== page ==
One of the challenges that everyfarmer and rancher (and Exten-sion worker) dreads seems to besetting in on much of SouthDakota, as well as much of thecountry –drought. About everyday recently, calls come in to theWinner Regional Extension Cen-ter, and I’m sure others, regardingquestions about salvaging cornfields for livestock feed and otherdrought-related issues. Fortu-nately, most producers seem to beaware of potential nitrate poison-ing, but need clarification on anumber of details.When drought strikes, there is along list of potential concerns thatproducers have questions about,and may not have dealt with for awhile. SDSU Extension has gearedup for drought response severaltimes in the past, and is activelyworking on updating existing re-sources and making them avail-able.One avenue of making resourcesavailable is the new teaching plat-form for SDSU Extension, iGrow,which can be found at: http://igrow.org/. Beginning on July 16, anew “community” will be createdunder the Livestock and Agron-omy tabs, labeled “Drought”. Youcan look there for a number of re-sources which will be helpful. Reg-ular news releases have and willcontinue to appear in SouthDakota newspapers, targeting spe-cific topics.For detailed information on spe-cific topics, SDSU Extension reliesheavily on publications and fact-sheets, virtually all of which arepublished online, as well as avail-able in print form. To obtainprinted copies, visit your closestRegional Extension Center, orthey may be available at mostCounty Extension Offices. If youhave Internet access, you can alsoobtain them via http://igrow.org/,and/or by visiting the “SDSU Ex-tension Resources” website: www.sdstate.edu/sdces/store/index.cfm.Type one or more keywords in the“Search Publications” box to nar-row your search, and try a varietyof keywords if you’re not findingwhat you want.Sometimes it is more helpful totalk to a live person in getting helpand the answer to your questions.The re-organization of SDSU Ex-tension has now located the ex-pertise of SDSU in eight regionalcenters. One of these centers maybe located in your community, andif so, give them a visit. The hiringprocess to staff the centers withexperts in a variety of specialtiesis progressing, but not complete. If the person you need to consult isn’tat the center you visit, or isn’t in,someone who can help is only aphone call away. The eight Re-gional Extension Centers and thetelephone numbers to reach themare: Aberdeen Regional Center -626-2870; Lemmon Regional Cen-ter - 374-4177; Mitchell RegionalCenter - 995-7378; Pierre RegionalCenter - 773-8120, Rapid City Re-gional Center - 394-1722; SiouxFalls Regional Center - 782-3290;Watertown Regional Center - 882-5140; Winner Regional Center -842-1267.Although the bulk of whatSDSU Extension provides is infor-mation, we also offer some serv-ices, such as testing livestockwater for Total Dissolved Solids(TDS), and Quick Nitrate Tests forForages. Each Regional ExtensionCenter and some County Exten-sion Offices have meters and testkits to perform these services.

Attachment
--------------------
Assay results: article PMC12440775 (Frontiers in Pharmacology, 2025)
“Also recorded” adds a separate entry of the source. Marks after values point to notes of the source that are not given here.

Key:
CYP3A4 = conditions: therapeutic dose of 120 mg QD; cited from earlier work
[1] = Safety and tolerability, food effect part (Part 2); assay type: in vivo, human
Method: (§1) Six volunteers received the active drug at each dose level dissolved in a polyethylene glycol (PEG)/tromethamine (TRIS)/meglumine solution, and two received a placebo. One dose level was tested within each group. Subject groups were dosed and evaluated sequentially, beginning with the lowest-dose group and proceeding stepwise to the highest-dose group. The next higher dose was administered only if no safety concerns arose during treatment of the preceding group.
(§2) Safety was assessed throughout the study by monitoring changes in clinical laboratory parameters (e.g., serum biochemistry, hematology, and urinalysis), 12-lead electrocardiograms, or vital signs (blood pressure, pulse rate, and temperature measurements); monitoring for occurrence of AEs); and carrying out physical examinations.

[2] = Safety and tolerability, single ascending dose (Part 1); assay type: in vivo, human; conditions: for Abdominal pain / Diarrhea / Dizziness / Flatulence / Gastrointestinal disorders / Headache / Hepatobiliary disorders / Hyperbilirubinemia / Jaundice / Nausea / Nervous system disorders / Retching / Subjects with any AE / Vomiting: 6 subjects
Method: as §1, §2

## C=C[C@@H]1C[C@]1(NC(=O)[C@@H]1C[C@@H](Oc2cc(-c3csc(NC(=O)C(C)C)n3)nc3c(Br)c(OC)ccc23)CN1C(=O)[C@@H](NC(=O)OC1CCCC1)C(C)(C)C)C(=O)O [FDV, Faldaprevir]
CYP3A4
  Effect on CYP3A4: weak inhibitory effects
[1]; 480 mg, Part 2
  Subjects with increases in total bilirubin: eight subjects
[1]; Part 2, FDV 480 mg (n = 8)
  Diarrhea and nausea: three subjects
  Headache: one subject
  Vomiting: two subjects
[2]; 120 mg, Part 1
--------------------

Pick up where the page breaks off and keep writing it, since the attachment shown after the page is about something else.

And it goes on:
Calendar